Beverley Diamond

“Re” Thinking: Revitalization, Return, and Reconciliation in Contemporary Indigenous Expressive Culture.

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Michaëlle Jean and Jean-Daniel Lafond

TO THE ARTS, CITIZENS! : Social Mediation through the Arts

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Dr. Kwame Anthony Appiah

Society Matters: why should we value the Humanities?

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James Bartleman

Residential Schools: Have we forgotten our responsibility?

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Weaver, Johnson and Chuenpagdee

How Do We Build Resilient Communities in the Face of Climate Change?

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Gérard Bouchard and Graham Fraser

Pluralist Societies: what's their future?

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David Adams Richards

Threatened Identity: what do we lose when we lose the sense of place?

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Chief Shawn Atleo

First Nations Education: Can we afford to miss out?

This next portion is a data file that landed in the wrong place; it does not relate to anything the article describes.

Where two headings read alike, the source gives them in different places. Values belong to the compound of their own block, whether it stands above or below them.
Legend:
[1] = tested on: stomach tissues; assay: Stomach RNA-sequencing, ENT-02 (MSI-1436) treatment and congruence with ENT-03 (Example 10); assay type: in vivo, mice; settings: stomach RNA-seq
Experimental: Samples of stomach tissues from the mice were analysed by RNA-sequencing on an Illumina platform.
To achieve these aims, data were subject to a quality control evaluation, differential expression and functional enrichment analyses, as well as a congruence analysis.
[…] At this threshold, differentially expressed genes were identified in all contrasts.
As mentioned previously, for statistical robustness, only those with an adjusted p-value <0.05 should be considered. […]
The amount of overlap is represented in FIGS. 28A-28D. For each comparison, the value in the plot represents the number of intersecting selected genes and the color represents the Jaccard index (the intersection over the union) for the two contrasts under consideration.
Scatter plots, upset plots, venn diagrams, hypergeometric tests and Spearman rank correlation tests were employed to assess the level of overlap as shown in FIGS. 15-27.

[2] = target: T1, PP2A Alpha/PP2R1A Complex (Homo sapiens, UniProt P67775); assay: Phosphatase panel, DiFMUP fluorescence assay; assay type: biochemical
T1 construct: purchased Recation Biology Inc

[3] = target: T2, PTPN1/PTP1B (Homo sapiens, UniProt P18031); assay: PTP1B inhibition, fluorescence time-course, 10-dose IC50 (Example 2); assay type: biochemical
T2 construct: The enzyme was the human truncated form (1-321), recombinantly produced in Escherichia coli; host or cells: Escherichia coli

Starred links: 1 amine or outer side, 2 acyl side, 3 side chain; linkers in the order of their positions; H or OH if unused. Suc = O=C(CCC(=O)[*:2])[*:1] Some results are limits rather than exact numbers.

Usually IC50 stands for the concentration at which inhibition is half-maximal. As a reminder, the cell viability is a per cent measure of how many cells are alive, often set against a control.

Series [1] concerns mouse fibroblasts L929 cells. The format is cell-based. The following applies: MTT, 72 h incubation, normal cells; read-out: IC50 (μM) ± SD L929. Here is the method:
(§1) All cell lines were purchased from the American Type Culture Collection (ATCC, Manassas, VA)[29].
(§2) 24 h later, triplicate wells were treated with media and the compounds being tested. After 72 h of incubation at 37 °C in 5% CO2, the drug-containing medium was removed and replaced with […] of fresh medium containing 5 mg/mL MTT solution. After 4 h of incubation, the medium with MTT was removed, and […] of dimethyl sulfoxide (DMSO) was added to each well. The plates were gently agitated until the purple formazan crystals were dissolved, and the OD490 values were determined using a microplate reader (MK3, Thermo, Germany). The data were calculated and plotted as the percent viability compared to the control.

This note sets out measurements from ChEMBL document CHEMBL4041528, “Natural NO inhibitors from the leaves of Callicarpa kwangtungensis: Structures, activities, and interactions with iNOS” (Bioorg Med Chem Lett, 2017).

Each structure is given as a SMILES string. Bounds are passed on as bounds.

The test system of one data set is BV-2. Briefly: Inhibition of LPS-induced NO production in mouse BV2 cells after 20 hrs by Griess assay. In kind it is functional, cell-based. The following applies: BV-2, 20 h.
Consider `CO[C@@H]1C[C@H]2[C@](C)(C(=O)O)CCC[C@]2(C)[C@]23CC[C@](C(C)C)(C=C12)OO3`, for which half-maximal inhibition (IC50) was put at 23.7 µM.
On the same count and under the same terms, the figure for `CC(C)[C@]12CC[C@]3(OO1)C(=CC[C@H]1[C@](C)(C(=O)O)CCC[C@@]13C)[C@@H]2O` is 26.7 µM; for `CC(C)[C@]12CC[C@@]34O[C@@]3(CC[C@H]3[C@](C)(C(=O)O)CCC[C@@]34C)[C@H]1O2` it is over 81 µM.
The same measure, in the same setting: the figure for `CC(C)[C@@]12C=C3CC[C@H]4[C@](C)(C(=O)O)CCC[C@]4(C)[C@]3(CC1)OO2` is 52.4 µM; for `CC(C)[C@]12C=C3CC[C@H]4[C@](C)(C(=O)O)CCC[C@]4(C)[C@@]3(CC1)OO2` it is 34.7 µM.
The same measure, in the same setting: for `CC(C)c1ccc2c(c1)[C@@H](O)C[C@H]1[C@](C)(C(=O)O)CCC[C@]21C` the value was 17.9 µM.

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Antonine Maillet

Giving voice: Who speaks for the forgotten?

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Andrew Weaver, climatologist

How can Canadians keep their cool in a warming world?

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climate change panel

Andrew Weaver, climatologist

How Can Canadians Keep Their Cool in a Warming World?

Tuesday, May 31
12:15 to 13:20
Edmund Casey Hall, Ted Daigle Auditorium

Canadians across the country are already feeling the effects of a warming climate. Yet, there is much confusion and misinformation complicating the public¹s understanding of the issue. A stew of science, economics, ideology and spin characterise the discourse on global warming ­ making it almost impossible for citizens to develop informed opinions on the topic.

In his 2011 Big Thinking lecture at the Congress of the Humanities and Social Sciences, Andrew Weaver will explore how climate scientists can effectively communicate with the media, government and the public, resulting in evidence-based public policy and better informed citizens making choices about their future.

A recognised expert in both climate science and science communication, Dr. Weaver holds the Canadian Research Chair in Climate Modeling and Science at the University of Victoria, British Columbia.

Category: Feature


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